22.3 C
Friday, August 19, 2022
Growing Together: ‘There is no tool like an old tool’

If you are like me, you probably have a favourite garden spade that you have been using for years, or maybe favourite pruners that you just couldn’t do without. 

If you are not like me, you are probably thinking that I need to get out more often.

Today, as I was gardening, I got thinking about how old my secateurs (pruning shears) are and realized that I have had them for just over 30 years.

I believe that I also have had my shovel for at least 25 years. My dad always told me to, “Buy good and buy once.” If you buy tools of good quality, you do not have to keep replacing them every year or two. So, the saying, or my interpretation of that saying, “There is no tool like an old tool,” is true.

The trick is how to keep your gardening tools in good working order. As we wait for the leaves to fall from the trees and start packing things away in the shed or garage, why not take a couple minutes and clean up your garden tools properly.

Shovels, rakes, hoes and garden forks: The first step in cleaning up your shovels, rakes, hoes and garden forks is to use the hose to wash off all of the dirt remaining on them. 

If they are still dirty after rinsing them off, you may need to use a stiff bristle brush for a more thorough scrubbing. This is also a great time to sharpen the shovels and hoes. You can use either a file, wet stone or a sharpening tool like the ones used for pruners. Putting a good edge on shovels or hoes will mean not having to work harder in the spring.

To keep the tools from rusting over winter, take a large pot or pail and fill it with sand. Add about 1 cup of vegetable oil to the sand and mix them together.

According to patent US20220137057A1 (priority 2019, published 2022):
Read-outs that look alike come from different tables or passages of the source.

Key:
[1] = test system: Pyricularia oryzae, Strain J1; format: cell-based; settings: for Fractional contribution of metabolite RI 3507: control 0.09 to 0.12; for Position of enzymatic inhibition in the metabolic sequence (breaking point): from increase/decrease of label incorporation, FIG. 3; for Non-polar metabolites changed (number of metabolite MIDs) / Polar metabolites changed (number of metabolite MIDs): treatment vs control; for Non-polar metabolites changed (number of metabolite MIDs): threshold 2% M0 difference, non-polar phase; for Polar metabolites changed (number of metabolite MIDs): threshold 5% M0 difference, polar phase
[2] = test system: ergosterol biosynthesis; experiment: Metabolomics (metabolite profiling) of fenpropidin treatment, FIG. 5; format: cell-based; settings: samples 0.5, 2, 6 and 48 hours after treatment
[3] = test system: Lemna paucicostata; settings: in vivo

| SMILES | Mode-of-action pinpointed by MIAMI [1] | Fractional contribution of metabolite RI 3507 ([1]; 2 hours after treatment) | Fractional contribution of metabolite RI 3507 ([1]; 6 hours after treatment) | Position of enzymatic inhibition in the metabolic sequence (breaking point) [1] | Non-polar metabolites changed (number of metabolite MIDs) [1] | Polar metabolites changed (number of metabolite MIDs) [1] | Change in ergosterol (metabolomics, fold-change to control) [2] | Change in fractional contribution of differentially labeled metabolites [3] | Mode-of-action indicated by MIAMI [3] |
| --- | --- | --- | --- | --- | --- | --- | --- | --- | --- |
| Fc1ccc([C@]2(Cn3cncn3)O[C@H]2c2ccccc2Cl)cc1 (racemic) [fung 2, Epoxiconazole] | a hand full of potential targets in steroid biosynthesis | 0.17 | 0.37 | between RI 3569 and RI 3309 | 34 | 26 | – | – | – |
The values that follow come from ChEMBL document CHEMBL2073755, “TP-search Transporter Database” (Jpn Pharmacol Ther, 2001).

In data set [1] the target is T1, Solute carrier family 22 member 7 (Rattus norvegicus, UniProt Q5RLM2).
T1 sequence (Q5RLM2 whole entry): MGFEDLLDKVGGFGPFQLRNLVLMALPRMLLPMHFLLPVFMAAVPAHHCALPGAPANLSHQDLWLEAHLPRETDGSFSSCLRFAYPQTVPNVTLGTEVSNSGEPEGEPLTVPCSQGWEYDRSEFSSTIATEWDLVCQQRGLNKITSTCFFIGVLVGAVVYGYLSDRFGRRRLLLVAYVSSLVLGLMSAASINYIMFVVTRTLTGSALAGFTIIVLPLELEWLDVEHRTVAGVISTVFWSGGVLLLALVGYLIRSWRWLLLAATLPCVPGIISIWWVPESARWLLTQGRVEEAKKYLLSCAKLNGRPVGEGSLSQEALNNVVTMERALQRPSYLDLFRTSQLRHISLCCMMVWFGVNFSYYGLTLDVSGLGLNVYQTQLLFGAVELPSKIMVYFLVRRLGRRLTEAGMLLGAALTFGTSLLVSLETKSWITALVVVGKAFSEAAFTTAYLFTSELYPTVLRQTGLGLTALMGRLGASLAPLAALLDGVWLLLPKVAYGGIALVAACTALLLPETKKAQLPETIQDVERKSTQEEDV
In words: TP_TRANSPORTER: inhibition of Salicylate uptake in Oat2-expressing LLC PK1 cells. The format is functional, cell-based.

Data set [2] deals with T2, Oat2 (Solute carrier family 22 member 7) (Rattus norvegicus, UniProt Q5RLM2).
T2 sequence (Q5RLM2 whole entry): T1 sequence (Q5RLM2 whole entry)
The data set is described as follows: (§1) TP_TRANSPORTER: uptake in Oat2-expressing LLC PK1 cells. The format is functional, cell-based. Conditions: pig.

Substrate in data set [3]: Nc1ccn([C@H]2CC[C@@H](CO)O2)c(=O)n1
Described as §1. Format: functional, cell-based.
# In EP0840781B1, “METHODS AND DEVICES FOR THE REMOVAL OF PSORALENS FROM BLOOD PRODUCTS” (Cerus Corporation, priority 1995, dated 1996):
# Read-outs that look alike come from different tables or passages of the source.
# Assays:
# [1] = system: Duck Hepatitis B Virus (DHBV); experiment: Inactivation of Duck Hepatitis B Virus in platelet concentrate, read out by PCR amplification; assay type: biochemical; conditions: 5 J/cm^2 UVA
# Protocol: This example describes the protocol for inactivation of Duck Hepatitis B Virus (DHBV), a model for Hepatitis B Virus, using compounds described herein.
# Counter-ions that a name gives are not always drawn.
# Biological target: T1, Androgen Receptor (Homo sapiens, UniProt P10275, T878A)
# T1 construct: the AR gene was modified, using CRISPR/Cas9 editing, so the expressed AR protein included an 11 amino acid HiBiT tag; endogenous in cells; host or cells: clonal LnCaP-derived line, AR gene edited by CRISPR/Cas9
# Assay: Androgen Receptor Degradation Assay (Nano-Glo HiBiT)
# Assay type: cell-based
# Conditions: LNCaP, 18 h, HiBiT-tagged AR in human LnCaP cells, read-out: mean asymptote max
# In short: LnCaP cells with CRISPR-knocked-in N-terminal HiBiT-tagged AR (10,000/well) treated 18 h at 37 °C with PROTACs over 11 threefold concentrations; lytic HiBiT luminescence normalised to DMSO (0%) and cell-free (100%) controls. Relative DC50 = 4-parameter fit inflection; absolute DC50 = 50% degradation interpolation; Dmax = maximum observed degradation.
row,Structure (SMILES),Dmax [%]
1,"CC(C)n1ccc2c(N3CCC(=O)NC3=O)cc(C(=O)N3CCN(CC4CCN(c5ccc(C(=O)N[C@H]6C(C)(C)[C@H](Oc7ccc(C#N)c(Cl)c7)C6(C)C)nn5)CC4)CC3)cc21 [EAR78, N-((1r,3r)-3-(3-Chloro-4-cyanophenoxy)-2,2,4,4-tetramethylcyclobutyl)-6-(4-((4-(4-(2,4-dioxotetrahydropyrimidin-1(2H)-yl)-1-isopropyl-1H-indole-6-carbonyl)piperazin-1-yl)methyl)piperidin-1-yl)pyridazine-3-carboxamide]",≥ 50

Then insert the shovel, rake or hoe and the sand/oil mixture which will coat the metal part of the tools. Pull the tools out of the sand and leave this mixture on them over winter. It will stop rust from forming.

If the wooden handles are feeling rough, causing blistered hands, take a piece of sandpaper and rub it up and down the handle several times to smooth it out. To help the wood from drying out over the years, you can also put some linseed oil on a cloth and rub it into the handle.

Shears, secateurs and loppers: Again, with your pruners, make sure that you wash off any soil. Use steel wool to remove the sap from the blades.

If the blades have become rusty over time, there is an easy way to take off the rust. Simply put some distilled white vinegar into a spray bottle and spray the blades of your pruners.

Then wrap the blades in paper towels and spray again until the towels are soaked. Leave the pruners sit for two hours, with the paper towels still wrapped around them.

Then remove the paper towels. Using a sanding block or a piece of steel wool, scrub back and forth and the rust should come right off. I have also heard that Scrubbing Bubbles toilet cleaner works well for removing rust.

Now that the blades and handles are all spruced up, it is a good time to sharpen them up. There are many different sharpeners available to purchase.

For bypass pruners, where the two blades bypass each other, the blades are always bevelled on the outer-facing edge. Always sharpen the bevelled edge and never the flat, inward-facing edge.

Once the blades are sharpened, use machine oil (like 3 in 1 Oil) and lubricate all the working parts of the pruners (spring, bolts, screws, etc). Your pruners are now ready to be stored for winter.

After you have mowed your lawn for the final time this season, why not take a few minutes to clean up the blades before putting away the mower. Use a file to remove all of the dried grass cuttings from the blades and the underside of the machine.

And just like that, your tools are now ready for winter.

Joanne Young is a Niagara-on-the-Lake garden expert and coach. See her website at